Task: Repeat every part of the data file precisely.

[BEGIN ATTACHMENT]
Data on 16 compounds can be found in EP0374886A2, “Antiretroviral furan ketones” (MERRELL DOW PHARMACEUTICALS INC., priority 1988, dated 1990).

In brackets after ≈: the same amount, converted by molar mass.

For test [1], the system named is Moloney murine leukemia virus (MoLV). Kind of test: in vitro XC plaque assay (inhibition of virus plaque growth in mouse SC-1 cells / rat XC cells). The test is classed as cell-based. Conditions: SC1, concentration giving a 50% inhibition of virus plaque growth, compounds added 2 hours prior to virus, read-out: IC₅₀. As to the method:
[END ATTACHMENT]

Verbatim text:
Data on 16 compounds can be found in EP0374886A2, “Antiretroviral furan ketones” (MERRELL DOW PHARMACEUTICALS INC., priority 1988, dated 1990).

In brackets after ≈: the same amount, converted by molar mass.

For test [1], the system named is Moloney murine leukemia virus (MoLV). Kind of test: in vitro XC plaque assay (inhibition of virus plaque growth in mouse SC-1 cells / rat XC cells). The test is classed as cell-based. Conditions: SC1, concentration giving a 50% inhibition of virus plaque growth, compounds added 2 hours prior to virus, read-out: IC₅₀. As to the method: